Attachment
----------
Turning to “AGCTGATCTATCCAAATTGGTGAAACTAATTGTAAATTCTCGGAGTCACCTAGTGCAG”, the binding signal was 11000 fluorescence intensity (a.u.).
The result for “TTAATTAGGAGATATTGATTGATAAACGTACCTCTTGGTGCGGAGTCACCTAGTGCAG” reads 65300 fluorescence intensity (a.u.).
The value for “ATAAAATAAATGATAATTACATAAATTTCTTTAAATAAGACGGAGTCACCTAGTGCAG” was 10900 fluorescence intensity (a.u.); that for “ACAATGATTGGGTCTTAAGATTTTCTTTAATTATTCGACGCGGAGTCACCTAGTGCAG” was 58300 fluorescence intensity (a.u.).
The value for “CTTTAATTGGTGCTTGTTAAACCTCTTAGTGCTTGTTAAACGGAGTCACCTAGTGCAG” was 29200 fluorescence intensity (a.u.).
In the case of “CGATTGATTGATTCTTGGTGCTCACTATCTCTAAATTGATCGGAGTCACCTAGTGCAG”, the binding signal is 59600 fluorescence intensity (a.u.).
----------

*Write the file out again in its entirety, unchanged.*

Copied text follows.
Turning to “AGCTGATCTATCCAAATTGGTGAAACTAATTGTAAATTCTCGGAGTCACCTAGTGCAG”, the binding signal was 11000 fluorescence intensity (a.u.).
The result for “TTAATTAGGAGATATTGATTGATAAACGTACCTCTTGGTGCGGAGTCACCTAGTGCAG” reads 65300 fluorescence intensity (a.u.).
The value for “ATAAAATAAATGATAATTACATAAATTTCTTTAAATAAGACGGAGTCACCTAGTGCAG” was 10900 fluorescence intensity (a.u.); that for “ACAATGATTGGGTCTTAAGATTTTCTTTAATTATTCGACGCGGAGTCACCTAGTGCAG” was 58300 fluorescence intensity (a.u.).
The value for “CTTTAATTGGTGCTTGTTAAACCTCTTAGTGCTTGTTAAACGGAGTCACCTAGTGCAG” was 29200 fluorescence intensity (a.u.).
In the case of “CGATTGATTGATTCTTGGTGCTCACTATCTCTAAATTGATCGGAGTCACCTAGTGCAG”, the binding signal is 59600 fluorescence intensity (a.u.).